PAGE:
The text is fragmentary; one misses at least ‘he wrote’ before ‘Exercises (in three books)’. It seems to have been put together from the Scholia on Aristophanes. I have left out what follows in Suda, which is certainly taken from those Scholia (cf. Schol. Frogs 541, 970) since they have nothing to do with the subject matter at hand. The ‘similarity of speech’ can be understood in a similar way as paromoiosis, namely as a certain shaping of a period, according to Ν. Suess, Rh. M. 66, 184; that Theramenes did not write anything at all is argued with a great deal of confidence by W. Schwahn, RE. V A 2, 2316 f. See also Stegemann ibid. 2320. To me at least it seems that the author of Suda, who otherwise usually conflates two persons into one, at this point makes two different Theramenes out of a single one, having been led astray by the scholiasts on Aristophanes.
2. Cicero, On the Orator 2.22.93: Pericles and Alcibiades and his contemporary Thucydides are the oldest authors to have left writings behind. These authors are subtle, acute, short, rich in thoughts rather than words. There is no way they could all have written in the same genre had they not chosen somebody to imitate. These ones were followed by Critias, Theramenes, and Lysias. We have many writings by Lysias, some by Critias, and we have heard about those by Theramenes.
From Cicero it is evident that Theramenes is listed among writers or, as Cicero himself puts it, among those ‘by whom writings are known’; yet he had not seen any such writing. But he could say the same thing about any other author from the 5th century: he could say ‘we have heard this about Pericles…’
3. Pseudo-Plutarch, Lives of the Ten Orators 836 F.: (Isocrates) learned from Prodicus of Keos, Gorgias of Leontini, Tisias of Syracuse and the rhetor Theramenes. When the Thirty tried to arrest Theramenes and he fled to the hearth of the Boule, and everybody else was scared, Isocrates was the only one to stand up in his defense and at first kept silent for a while. Finally, he was persuaded to stop by Theramenes, who pointed out that the affair would turn out much more painful for him if one of his friends were to suffer because of his misfortune. Theramenes is the author of some treatises and Isocrates is claimed to have co-authored them when he was being frivolously dragged to court; they are published under the name of Boton.
So, to avoid sycophants, Theramenes published his treatises under a false name. The philosopher Xenophanes was a student of Boton of Athens (Diog. Laert. IX 18). From the same source Dionysius Hal. On Isocrates p. 54, 8 f. U. R.
4. Scholion on Aristophanes’ Frogs: Theramenes, teacher of Isocrates, […] was called “Kothornos” because of the shrewdness of his character after he joined both of the parties in a fight among citizens, going with the flow and putting his own interest above faithfulness. For the tragic boot is a fit wear for both men and women.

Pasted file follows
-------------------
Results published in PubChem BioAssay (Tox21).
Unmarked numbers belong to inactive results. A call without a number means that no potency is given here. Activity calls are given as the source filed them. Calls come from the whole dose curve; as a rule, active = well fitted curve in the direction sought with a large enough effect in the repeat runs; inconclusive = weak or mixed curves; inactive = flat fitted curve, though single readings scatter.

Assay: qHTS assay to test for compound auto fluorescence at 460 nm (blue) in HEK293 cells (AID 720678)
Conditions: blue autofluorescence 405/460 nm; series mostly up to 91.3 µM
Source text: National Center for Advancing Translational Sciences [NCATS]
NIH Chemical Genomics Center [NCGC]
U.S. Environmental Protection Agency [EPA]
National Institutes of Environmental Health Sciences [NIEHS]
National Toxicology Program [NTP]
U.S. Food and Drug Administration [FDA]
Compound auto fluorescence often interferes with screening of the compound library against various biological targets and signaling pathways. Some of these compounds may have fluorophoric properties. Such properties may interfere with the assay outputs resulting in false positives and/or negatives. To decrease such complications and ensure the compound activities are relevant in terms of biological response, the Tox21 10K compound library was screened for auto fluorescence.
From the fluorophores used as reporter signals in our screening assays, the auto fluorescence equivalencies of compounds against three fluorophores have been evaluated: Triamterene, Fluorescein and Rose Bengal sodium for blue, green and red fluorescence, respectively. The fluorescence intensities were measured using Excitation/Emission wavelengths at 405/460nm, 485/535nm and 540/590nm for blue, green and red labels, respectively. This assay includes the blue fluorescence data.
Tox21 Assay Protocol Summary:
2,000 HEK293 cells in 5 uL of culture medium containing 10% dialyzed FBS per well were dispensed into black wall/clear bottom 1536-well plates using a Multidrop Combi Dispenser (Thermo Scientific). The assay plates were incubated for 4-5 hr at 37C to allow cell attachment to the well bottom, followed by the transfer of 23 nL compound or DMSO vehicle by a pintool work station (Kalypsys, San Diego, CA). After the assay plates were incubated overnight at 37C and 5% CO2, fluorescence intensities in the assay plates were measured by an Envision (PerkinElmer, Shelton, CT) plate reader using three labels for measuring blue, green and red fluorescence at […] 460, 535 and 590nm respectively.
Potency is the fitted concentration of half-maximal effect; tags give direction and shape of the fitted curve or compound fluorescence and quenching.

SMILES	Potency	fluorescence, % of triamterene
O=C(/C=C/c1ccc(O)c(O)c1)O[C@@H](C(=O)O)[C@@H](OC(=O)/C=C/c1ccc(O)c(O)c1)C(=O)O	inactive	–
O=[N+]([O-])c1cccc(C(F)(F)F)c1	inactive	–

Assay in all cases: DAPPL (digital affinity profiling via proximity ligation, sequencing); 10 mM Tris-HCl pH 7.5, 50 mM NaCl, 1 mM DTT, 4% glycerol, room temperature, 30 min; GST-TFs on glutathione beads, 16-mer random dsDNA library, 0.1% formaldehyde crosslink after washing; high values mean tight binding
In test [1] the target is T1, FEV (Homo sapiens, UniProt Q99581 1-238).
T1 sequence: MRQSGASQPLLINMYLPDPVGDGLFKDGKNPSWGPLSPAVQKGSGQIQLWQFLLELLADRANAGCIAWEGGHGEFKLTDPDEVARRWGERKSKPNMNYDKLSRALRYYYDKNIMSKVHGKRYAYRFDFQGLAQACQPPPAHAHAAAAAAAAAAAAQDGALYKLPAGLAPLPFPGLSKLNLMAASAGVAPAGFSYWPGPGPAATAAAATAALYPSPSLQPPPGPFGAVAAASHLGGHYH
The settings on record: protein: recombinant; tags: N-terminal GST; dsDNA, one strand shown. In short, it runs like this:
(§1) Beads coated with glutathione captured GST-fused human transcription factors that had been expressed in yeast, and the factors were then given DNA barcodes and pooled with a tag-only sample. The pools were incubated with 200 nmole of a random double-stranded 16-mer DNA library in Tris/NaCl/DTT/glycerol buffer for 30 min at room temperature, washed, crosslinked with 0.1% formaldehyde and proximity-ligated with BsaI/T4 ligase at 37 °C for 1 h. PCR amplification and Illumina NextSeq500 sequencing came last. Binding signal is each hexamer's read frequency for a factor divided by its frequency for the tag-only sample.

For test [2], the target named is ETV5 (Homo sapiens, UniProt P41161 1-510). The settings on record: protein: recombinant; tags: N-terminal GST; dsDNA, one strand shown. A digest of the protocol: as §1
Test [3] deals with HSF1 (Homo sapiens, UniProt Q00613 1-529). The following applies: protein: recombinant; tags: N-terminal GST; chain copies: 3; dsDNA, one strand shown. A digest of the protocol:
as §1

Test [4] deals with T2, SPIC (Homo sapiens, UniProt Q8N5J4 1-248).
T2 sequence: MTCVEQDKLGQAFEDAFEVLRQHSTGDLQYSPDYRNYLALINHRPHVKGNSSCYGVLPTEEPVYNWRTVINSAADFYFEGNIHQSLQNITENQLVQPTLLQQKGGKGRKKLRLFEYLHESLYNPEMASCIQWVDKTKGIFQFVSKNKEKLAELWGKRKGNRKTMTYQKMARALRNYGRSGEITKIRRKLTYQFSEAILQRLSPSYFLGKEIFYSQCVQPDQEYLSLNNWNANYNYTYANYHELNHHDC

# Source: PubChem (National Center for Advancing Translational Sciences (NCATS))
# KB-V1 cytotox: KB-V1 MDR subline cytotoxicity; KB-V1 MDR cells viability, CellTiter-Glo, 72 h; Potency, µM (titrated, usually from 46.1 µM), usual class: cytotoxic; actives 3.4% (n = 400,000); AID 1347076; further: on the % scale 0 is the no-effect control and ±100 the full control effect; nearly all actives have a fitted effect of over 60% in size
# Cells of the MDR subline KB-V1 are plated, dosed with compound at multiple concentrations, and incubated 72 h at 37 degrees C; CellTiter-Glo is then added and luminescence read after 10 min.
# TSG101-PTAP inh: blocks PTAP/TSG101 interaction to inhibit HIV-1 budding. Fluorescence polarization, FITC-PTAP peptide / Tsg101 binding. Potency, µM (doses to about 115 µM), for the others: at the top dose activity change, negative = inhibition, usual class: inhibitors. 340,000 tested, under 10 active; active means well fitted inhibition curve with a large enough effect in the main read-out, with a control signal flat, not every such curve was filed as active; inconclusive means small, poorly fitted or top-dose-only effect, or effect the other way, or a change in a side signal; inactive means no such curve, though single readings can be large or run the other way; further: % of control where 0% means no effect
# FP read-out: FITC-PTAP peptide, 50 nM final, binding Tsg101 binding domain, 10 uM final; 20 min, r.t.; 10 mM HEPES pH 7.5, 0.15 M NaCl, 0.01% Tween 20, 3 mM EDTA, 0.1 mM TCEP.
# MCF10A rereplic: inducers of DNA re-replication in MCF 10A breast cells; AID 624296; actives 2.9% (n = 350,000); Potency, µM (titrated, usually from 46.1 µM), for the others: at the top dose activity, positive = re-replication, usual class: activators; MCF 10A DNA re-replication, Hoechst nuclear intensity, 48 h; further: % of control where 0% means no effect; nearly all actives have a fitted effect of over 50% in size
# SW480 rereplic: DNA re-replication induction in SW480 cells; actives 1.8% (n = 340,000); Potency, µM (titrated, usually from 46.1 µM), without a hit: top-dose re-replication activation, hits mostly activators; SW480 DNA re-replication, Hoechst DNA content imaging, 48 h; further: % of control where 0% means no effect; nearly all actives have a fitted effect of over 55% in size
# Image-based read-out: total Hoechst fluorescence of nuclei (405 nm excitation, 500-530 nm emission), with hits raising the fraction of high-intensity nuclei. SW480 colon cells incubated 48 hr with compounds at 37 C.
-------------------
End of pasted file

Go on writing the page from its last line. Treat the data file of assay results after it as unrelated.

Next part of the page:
Cf. Sud. s. v. Δεξιός and elsewhere.
5. Scholion on Aristophanes’ Clouds: [Prodicus] was also teacher of Theramenes, who was nicknamed “Kothornos”.
6. Aristophanes, Frogs 964: (Euripides:) You'll recognize the disciples of both this fellow and myself […] (967) but mine are Cleitophon and Theramenes the dandy. – (Dionysus:) Theramenes? A clever fellow, an all-round wonder; if he runs into trouble and happens to be close by he’s thrown clear of the trouble, no Chian but a Kian. – (Euripides:) Well, to ponder such things, I instructed these folks here, putting logic in my art and scrutiny, so now they notice everything and know through and through most especially how to run the household better than before, and they inquire, “How’s this doing? Where's this? Who took that?”
The last words satirize what is called ‘circumstantial headings’ (cf. Prol. Syll. p. 51 n.), such as ‘when, where, how’ in Gorgias’ Palamedes 22, not unlike ‘the time, the manner, the place’ in Hippocrates’ On the Surgery 2 p. 30, 10 Κw. However, the Scholium on Sophocles Electra, introduction is consistent with the treatise by the Theramenes whom Aristophanes names: ‘The poet has made clear the location of the scene [that is, the ‘where’], the manner… [‘how’], the time… [‘when’], the participant… [‘who’].’ Hence Quintilian 3.5.5 gives an endless list of questions ‘which, once one removes the characters, the times, the places and the like, are dealt with in both directions.’ More significantly in 9.3.102: ‘One must know, to begin with, what in a speech is demanded by the place, what by the character, what by the time [that is, ‘where’, ‘when’, ‘who’].’ Hence Diogenes Laertius On Aristippus (2.8.66): ‘He was good enough to accommodate his speech to the place, the time and the character.’ Other sources to the same effect I have gathered in the commentary on Aristophanes Frogs p. 284. See also above on Gorgias fr. 24. Perhaps the most important explanation we can give to Aristophanes himself is what Hermogenes writes in On legal questions p. 145, 15 Sp.: ‘What comes from the beginning to the end is born and grows out of the same things as does the asking of the inquisitory questions, that is, who, what, where, how, when, why?’ There can be no doubt that Hermogenes, when he created this doctrine of circumstances, was treading on ground already prepared by others.
7. Prologue on The Art of Rhetoric: anyone who has mastered only the deliberative style but not the forensic and the declamatory ones is a rhetorician like Theramenes the Kothornos: he was only capable to give advice and yet he was considered a rhetorician; Zenon, who knew only how to litigate, was said to be a rhetorician, and so was Gorgias himself, who could only do declamatory speeches.
So also P. S. p. 327, 24 f. R.; cf. ibid. p. 129, 28 f.
8. Aristophanes, Frogs 534ff.: This is the mark of a man who’s got wit and brains and has sailed around the block a few times: to roll himself over to the prospering side rather than stand like a graven image, taking a single position. But to change for the softer is the mark of a clever man, a true Theramenes.
As Theramenes is said to have written On pictures and On Figures, W. Suess (RhM 66, 183 f.) hypothesizes that Aristophanes’ words satirize not only a politician but a rhetorician, and he points to Alcidamas On Wisdom 27 f.: ‘Just as golden statues, wooden figurines and pictures of animals are imitations of the actual bodies […] in the same way, a written speech [such as that by Isocrates], stuck in one appearance and one position… and unchangeable in different situations…’ This means that ‘one appearance’ is not the genre of Theramenes. The author of the pseudo-Demosthenic Erotic treatise (16) contrasts the ‘stillness’ of statues with the emotions expressed by the body of a beautiful youth. See also Antisthenes’ explanation of why Odysseus is called ‘man of twists and turns’ (B XIX 10). And generally, the comparison Aristophanes uses seems to have been fairly commonplace at that time (Plat. Phaedr. 275 D, Isocrates 13.12).